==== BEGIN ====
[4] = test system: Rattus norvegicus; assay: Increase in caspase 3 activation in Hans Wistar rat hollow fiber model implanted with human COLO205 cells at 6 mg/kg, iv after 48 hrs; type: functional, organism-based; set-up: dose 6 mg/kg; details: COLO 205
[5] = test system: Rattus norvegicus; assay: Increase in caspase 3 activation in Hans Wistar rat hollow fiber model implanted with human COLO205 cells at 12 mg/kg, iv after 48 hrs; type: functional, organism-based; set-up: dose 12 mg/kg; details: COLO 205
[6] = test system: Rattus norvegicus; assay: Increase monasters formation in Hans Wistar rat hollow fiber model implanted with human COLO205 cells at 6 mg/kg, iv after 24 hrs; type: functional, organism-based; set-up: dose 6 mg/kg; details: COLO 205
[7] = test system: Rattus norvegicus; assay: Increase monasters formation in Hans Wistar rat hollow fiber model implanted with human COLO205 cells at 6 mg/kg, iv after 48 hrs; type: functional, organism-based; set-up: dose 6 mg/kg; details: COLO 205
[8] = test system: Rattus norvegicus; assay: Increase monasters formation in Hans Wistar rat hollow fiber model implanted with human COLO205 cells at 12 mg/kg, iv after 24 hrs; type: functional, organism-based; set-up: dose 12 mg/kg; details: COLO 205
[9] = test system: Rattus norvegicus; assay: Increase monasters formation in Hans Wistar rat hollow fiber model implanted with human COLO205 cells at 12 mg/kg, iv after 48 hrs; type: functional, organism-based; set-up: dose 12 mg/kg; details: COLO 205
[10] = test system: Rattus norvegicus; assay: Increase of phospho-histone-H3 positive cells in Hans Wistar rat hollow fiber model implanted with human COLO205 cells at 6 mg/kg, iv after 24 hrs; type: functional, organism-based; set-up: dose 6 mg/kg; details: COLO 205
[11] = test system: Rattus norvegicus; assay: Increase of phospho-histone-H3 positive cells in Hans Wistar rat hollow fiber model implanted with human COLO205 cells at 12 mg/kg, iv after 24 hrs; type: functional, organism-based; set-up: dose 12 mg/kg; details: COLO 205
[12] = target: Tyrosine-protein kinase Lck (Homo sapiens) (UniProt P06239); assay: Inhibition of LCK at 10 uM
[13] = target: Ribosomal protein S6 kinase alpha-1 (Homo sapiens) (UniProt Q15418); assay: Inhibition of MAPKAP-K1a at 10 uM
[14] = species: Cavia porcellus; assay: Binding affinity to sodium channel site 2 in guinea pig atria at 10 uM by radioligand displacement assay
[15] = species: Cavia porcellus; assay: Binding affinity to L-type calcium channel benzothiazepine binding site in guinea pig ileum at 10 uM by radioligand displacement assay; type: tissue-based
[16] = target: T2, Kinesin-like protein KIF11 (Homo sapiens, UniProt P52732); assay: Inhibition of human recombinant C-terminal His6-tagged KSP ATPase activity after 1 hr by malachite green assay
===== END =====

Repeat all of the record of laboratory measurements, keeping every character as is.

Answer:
[4] = test system: Rattus norvegicus; assay: Increase in caspase 3 activation in Hans Wistar rat hollow fiber model implanted with human COLO205 cells at 6 mg/kg, iv after 48 hrs; type: functional, organism-based; set-up: dose 6 mg/kg; details: COLO 205
[5] = test system: Rattus norvegicus; assay: Increase in caspase 3 activation in Hans Wistar rat hollow fiber model implanted with human COLO205 cells at 12 mg/kg, iv after 48 hrs; type: functional, organism-based; set-up: dose 12 mg/kg; details: COLO 205
[6] = test system: Rattus norvegicus; assay: Increase monasters formation in Hans Wistar rat hollow fiber model implanted with human COLO205 cells at 6 mg/kg, iv after 24 hrs; type: functional, organism-based; set-up: dose 6 mg/kg; details: COLO 205
[7] = test system: Rattus norvegicus; assay: Increase monasters formation in Hans Wistar rat hollow fiber model implanted with human COLO205 cells at 6 mg/kg, iv after 48 hrs; type: functional, organism-based; set-up: dose 6 mg/kg; details: COLO 205
[8] = test system: Rattus norvegicus; assay: Increase monasters formation in Hans Wistar rat hollow fiber model implanted with human COLO205 cells at 12 mg/kg, iv after 24 hrs; type: functional, organism-based; set-up: dose 12 mg/kg; details: COLO 205
[9] = test system: Rattus norvegicus; assay: Increase monasters formation in Hans Wistar rat hollow fiber model implanted with human COLO205 cells at 12 mg/kg, iv after 48 hrs; type: functional, organism-based; set-up: dose 12 mg/kg; details: COLO 205
[10] = test system: Rattus norvegicus; assay: Increase of phospho-histone-H3 positive cells in Hans Wistar rat hollow fiber model implanted with human COLO205 cells at 6 mg/kg, iv after 24 hrs; type: functional, organism-based; set-up: dose 6 mg/kg; details: COLO 205
[11] = test system: Rattus norvegicus; assay: Increase of phospho-histone-H3 positive cells in Hans Wistar rat hollow fiber model implanted with human COLO205 cells at 12 mg/kg, iv after 24 hrs; type: functional, organism-based; set-up: dose 12 mg/kg; details: COLO 205
[12] = target: Tyrosine-protein kinase Lck (Homo sapiens) (UniProt P06239); assay: Inhibition of LCK at 10 uM
[13] = target: Ribosomal protein S6 kinase alpha-1 (Homo sapiens) (UniProt Q15418); assay: Inhibition of MAPKAP-K1a at 10 uM
[14] = species: Cavia porcellus; assay: Binding affinity to sodium channel site 2 in guinea pig atria at 10 uM by radioligand displacement assay
[15] = species: Cavia porcellus; assay: Binding affinity to L-type calcium channel benzothiazepine binding site in guinea pig ileum at 10 uM by radioligand displacement assay; type: tissue-based
[16] = target: T2, Kinesin-like protein KIF11 (Homo sapiens, UniProt P52732); assay: Inhibition of human recombinant C-terminal His6-tagged KSP ATPase activity after 1 hr by malachite green assay